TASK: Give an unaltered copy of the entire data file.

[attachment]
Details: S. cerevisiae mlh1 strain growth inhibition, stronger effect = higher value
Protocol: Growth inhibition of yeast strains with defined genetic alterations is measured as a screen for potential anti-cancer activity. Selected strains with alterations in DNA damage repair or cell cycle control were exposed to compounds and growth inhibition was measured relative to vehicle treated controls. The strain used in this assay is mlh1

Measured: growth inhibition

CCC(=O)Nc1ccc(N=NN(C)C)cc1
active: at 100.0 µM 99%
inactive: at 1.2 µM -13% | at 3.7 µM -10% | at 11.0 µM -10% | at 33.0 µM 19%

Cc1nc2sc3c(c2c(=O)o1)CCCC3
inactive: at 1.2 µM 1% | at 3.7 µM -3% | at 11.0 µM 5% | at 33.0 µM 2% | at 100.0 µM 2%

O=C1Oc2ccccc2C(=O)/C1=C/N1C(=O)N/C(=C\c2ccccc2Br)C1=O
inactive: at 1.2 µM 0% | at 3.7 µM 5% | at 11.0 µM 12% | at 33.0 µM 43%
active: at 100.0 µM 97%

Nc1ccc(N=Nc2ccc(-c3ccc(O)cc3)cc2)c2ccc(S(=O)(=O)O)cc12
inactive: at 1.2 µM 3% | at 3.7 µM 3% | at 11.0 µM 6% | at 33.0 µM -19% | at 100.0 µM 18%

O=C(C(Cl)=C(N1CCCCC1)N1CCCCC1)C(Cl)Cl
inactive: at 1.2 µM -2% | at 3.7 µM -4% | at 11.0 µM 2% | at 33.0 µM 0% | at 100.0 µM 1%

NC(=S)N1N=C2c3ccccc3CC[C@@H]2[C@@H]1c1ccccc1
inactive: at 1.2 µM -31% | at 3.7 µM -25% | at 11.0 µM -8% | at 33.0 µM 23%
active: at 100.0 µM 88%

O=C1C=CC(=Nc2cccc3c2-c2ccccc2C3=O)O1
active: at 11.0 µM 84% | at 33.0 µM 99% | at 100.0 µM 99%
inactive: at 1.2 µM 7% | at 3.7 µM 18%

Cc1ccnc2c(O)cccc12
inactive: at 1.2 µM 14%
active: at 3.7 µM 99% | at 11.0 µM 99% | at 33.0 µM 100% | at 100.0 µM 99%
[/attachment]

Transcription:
Details: S. cerevisiae mlh1 strain growth inhibition, stronger effect = higher value
Protocol: Growth inhibition of yeast strains with defined genetic alterations is measured as a screen for potential anti-cancer activity. Selected strains with alterations in DNA damage repair or cell cycle control were exposed to compounds and growth inhibition was measured relative to vehicle treated controls. The strain used in this assay is mlh1

Measured: growth inhibition

CCC(=O)Nc1ccc(N=NN(C)C)cc1
active: at 100.0 µM 99%
inactive: at 1.2 µM -13% | at 3.7 µM -10% | at 11.0 µM -10% | at 33.0 µM 19%

Cc1nc2sc3c(c2c(=O)o1)CCCC3
inactive: at 1.2 µM 1% | at 3.7 µM -3% | at 11.0 µM 5% | at 33.0 µM 2% | at 100.0 µM 2%

O=C1Oc2ccccc2C(=O)/C1=C/N1C(=O)N/C(=C\c2ccccc2Br)C1=O
inactive: at 1.2 µM 0% | at 3.7 µM 5% | at 11.0 µM 12% | at 33.0 µM 43%
active: at 100.0 µM 97%

Nc1ccc(N=Nc2ccc(-c3ccc(O)cc3)cc2)c2ccc(S(=O)(=O)O)cc12
inactive: at 1.2 µM 3% | at 3.7 µM 3% | at 11.0 µM 6% | at 33.0 µM -19% | at 100.0 µM 18%

O=C(C(Cl)=C(N1CCCCC1)N1CCCCC1)C(Cl)Cl
inactive: at 1.2 µM -2% | at 3.7 µM -4% | at 11.0 µM 2% | at 33.0 µM 0% | at 100.0 µM 1%

NC(=S)N1N=C2c3ccccc3CC[C@@H]2[C@@H]1c1ccccc1
inactive: at 1.2 µM -31% | at 3.7 µM -25% | at 11.0 µM -8% | at 33.0 µM 23%
active: at 100.0 µM 88%

O=C1C=CC(=Nc2cccc3c2-c2ccccc2C3=O)O1
active: at 11.0 µM 84% | at 33.0 µM 99% | at 100.0 µM 99%
inactive: at 1.2 µM 7% | at 3.7 µM 18%

Cc1ccnc2c(O)cccc12
inactive: at 1.2 µM 14%
active: at 3.7 µM 99% | at 11.0 µM 99% | at 33.0 µM 100% | at 100.0 µM 99%